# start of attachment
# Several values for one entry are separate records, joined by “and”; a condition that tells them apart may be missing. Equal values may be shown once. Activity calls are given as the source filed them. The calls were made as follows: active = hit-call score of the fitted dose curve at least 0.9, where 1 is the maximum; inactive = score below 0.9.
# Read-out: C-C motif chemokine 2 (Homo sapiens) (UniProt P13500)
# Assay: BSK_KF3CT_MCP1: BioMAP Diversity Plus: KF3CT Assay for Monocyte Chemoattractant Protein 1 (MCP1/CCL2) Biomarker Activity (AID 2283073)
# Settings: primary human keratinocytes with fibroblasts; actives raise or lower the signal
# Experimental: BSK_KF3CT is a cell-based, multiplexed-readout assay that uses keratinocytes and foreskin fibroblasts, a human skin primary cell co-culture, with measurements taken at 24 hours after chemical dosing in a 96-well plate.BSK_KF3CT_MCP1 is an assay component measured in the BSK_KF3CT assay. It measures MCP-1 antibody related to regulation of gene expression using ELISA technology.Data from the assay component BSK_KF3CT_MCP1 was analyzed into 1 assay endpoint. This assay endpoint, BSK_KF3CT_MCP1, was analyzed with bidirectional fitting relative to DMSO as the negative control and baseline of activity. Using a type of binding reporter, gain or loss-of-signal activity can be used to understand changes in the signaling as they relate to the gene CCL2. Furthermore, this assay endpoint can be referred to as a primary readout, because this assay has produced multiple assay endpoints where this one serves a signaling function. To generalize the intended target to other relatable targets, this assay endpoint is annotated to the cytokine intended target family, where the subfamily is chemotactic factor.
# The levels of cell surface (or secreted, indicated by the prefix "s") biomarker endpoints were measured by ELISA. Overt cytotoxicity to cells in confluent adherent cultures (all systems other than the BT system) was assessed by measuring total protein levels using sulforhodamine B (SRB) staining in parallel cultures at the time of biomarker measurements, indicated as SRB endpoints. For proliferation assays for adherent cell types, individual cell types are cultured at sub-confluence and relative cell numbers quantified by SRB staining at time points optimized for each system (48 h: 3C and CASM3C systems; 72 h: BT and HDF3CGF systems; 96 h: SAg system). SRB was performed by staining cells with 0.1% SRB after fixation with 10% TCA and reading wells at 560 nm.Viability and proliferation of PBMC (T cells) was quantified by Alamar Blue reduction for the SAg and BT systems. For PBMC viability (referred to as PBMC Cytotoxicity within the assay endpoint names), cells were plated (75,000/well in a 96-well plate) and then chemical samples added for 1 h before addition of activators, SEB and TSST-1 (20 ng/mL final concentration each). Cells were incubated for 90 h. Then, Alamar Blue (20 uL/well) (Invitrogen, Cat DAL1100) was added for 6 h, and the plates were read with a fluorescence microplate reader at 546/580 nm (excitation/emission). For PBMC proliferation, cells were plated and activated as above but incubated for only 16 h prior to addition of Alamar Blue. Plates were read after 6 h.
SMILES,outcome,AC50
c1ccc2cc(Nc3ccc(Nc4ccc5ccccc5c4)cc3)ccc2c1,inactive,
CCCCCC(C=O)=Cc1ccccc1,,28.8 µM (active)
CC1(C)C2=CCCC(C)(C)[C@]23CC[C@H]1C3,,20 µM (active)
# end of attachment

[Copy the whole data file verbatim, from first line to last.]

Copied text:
# Several values for one entry are separate records, joined by “and”; a condition that tells them apart may be missing. Equal values may be shown once. Activity calls are given as the source filed them. The calls were made as follows: active = hit-call score of the fitted dose curve at least 0.9, where 1 is the maximum; inactive = score below 0.9.
# Read-out: C-C motif chemokine 2 (Homo sapiens) (UniProt P13500)
# Assay: BSK_KF3CT_MCP1: BioMAP Diversity Plus: KF3CT Assay for Monocyte Chemoattractant Protein 1 (MCP1/CCL2) Biomarker Activity (AID 2283073)
# Settings: primary human keratinocytes with fibroblasts; actives raise or lower the signal
# Experimental: BSK_KF3CT is a cell-based, multiplexed-readout assay that uses keratinocytes and foreskin fibroblasts, a human skin primary cell co-culture, with measurements taken at 24 hours after chemical dosing in a 96-well plate.BSK_KF3CT_MCP1 is an assay component measured in the BSK_KF3CT assay. It measures MCP-1 antibody related to regulation of gene expression using ELISA technology.Data from the assay component BSK_KF3CT_MCP1 was analyzed into 1 assay endpoint. This assay endpoint, BSK_KF3CT_MCP1, was analyzed with bidirectional fitting relative to DMSO as the negative control and baseline of activity. Using a type of binding reporter, gain or loss-of-signal activity can be used to understand changes in the signaling as they relate to the gene CCL2. Furthermore, this assay endpoint can be referred to as a primary readout, because this assay has produced multiple assay endpoints where this one serves a signaling function. To generalize the intended target to other relatable targets, this assay endpoint is annotated to the cytokine intended target family, where the subfamily is chemotactic factor.
# The levels of cell surface (or secreted, indicated by the prefix "s") biomarker endpoints were measured by ELISA. Overt cytotoxicity to cells in confluent adherent cultures (all systems other than the BT system) was assessed by measuring total protein levels using sulforhodamine B (SRB) staining in parallel cultures at the time of biomarker measurements, indicated as SRB endpoints. For proliferation assays for adherent cell types, individual cell types are cultured at sub-confluence and relative cell numbers quantified by SRB staining at time points optimized for each system (48 h: 3C and CASM3C systems; 72 h: BT and HDF3CGF systems; 96 h: SAg system). SRB was performed by staining cells with 0.1% SRB after fixation with 10% TCA and reading wells at 560 nm.Viability and proliferation of PBMC (T cells) was quantified by Alamar Blue reduction for the SAg and BT systems. For PBMC viability (referred to as PBMC Cytotoxicity within the assay endpoint names), cells were plated (75,000/well in a 96-well plate) and then chemical samples added for 1 h before addition of activators, SEB and TSST-1 (20 ng/mL final concentration each). Cells were incubated for 90 h. Then, Alamar Blue (20 uL/well) (Invitrogen, Cat DAL1100) was added for 6 h, and the plates were read with a fluorescence microplate reader at 546/580 nm (excitation/emission). For PBMC proliferation, cells were plated and activated as above but incubated for only 16 h prior to addition of Alamar Blue. Plates were read after 6 h.
SMILES,outcome,AC50
c1ccc2cc(Nc3ccc(Nc4ccc5ccccc5c4)cc3)ccc2c1,inactive,
CCCCCC(C=O)=Cc1ccccc1,,28.8 µM (active)
CC1(C)C2=CCCC(C)(C)[C@]23CC[C@H]1C3,,20 µM (active)